Sandra Cisneros ("Mericans") has authored poetry, fiction, and children's books and is a winner of a MacArthur Foundation Fellowship and two fellowships from The National Endowment for the Arts, among other honors. Her books include The House on Mango Street (Arte Public Press 1984/ Random House, 1983), Woman Hollering Creek and Other Stories (Random House, 1991), Loose Woman: Poems (Knopf, 1994), and the forthcoming Caramelo (Knopf, 2002).
Joyce Carol Oates ("A Bloodsmoor Romance") received the National book Award for her novel them (Ballantine Books, 1976), and is an award-winning, widely anthologized short-story writer and essayist as well. Recent novels among her numerous published works include Blonde (Harper-Collins, 2000), We Were the Mulvaneys (Dutton/Plume 2001), and Middle Age: A Romance (Harper Collins College, 2001)
Grace Paley ("Two Ways of Telling") has written three books of short stories, now published as The Collected Stories of Grace Paley (Farrar, Straus & Giroux, cloth 1994, paperback 1995). Her collection of essays, Just As I Thought (1998), and her Collected Poems (2002) were also published by Farrar, Starus & Giroux. Long Walks and Intimate Talks, her compilation of poems and prose sketches, was published in 1991 by The Feminist Press at CUNY.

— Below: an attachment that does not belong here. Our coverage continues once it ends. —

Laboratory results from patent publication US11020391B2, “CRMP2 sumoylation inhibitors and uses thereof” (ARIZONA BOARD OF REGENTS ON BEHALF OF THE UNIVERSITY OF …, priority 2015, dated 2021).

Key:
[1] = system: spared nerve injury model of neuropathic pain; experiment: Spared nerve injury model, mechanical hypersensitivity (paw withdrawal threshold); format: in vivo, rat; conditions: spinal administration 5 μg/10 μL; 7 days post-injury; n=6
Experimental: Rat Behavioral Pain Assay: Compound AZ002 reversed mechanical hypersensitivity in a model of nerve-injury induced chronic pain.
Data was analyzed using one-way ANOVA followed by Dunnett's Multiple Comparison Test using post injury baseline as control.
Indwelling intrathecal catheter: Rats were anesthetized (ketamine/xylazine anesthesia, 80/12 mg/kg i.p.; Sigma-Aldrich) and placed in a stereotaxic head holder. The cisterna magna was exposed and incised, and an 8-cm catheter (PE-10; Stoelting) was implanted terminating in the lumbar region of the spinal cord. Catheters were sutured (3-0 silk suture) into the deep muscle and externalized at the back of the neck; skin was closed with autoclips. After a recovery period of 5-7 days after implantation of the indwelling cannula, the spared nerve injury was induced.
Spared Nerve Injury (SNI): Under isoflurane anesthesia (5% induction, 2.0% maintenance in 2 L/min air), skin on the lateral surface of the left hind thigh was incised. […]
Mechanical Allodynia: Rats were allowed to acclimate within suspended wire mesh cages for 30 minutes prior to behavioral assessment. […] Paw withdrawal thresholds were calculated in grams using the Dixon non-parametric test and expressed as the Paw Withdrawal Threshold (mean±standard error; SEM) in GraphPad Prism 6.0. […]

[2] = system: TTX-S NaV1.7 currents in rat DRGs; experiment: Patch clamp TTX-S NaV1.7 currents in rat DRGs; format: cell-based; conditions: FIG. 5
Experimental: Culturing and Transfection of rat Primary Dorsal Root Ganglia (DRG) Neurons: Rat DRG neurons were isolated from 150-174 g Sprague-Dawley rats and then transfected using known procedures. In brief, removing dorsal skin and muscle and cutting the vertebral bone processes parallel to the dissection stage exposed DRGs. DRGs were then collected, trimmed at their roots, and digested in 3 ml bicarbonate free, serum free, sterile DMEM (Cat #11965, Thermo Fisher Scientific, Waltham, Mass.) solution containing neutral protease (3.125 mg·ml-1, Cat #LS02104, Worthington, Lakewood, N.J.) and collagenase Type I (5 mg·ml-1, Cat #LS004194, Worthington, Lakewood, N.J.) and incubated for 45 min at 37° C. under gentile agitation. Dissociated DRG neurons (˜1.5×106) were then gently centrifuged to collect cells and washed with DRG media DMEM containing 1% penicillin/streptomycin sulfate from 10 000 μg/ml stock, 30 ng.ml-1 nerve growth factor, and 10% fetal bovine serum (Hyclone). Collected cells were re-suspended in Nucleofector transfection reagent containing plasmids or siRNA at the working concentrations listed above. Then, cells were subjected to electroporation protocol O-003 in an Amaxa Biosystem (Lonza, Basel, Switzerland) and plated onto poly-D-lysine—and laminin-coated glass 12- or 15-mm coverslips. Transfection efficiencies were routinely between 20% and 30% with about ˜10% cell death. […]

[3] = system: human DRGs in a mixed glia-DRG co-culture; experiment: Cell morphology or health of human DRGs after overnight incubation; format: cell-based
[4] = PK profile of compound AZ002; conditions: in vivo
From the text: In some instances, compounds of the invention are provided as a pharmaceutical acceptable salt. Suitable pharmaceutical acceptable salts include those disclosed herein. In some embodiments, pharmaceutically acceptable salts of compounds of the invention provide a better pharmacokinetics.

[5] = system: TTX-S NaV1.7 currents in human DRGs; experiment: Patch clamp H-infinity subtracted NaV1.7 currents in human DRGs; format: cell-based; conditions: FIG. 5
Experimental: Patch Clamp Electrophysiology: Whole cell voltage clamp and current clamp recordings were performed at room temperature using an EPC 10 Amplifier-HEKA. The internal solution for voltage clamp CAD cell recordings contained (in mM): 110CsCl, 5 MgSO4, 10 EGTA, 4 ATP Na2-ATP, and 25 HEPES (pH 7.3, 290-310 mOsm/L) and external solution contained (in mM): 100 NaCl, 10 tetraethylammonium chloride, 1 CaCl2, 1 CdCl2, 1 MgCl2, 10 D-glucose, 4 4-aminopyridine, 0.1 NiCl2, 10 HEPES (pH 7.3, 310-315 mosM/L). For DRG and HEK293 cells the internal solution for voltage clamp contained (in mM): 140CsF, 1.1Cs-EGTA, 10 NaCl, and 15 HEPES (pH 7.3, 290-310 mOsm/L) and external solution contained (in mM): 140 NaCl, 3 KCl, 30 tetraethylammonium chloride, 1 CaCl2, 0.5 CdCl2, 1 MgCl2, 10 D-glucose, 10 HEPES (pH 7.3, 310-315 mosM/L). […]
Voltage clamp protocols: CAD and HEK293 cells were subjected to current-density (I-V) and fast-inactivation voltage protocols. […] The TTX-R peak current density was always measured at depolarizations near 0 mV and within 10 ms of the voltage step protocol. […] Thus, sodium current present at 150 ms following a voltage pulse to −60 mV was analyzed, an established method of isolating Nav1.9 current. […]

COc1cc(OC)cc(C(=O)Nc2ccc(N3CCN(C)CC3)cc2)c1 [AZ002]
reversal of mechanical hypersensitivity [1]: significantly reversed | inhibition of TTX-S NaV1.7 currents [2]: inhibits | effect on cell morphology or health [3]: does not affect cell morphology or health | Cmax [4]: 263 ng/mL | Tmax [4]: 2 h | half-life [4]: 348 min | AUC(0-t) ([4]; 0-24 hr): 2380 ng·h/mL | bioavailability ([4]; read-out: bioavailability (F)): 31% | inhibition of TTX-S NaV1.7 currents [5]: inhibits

Patricia Grace ("Butterflies"), a Maori New Zealander, is the author of numerous works of fiction. Her prizewinning novel, Potiki, was published in 1986. "Butterflies" appeared in her collection, Electric City and Other Stories (Penguin, N.Z., 1987).
Ursula K. Le Guin ("Standing Ground") has published more that 100 short stories (collected in eight volumes), two collections of essays, thirteen books for children, five volumes of poetry, two of translation, and seventeen novels, including realistic fiction, science fiction, and fantasy. Among her numerous honors is a National Book Award. Her recent publications include Tales from Earthsea, The Other Wind (both from Harcourt, Inc., 2001) and The Birthday of the World and Other Stories (HarperCollins, 2002).
Ninotchka Rosca ("Sugar and Salt"), a Philippine-born novelist , received the American Book Award in 1992. Her books include State of War (W.W. Norton, 1988), Endgame (Franklin Watts, 1989), Twice Blessed (W.W. Norton, 1992), and At Home in the World, coauthored with Jose Ma. Sison (Open Hand Publishing, 2002).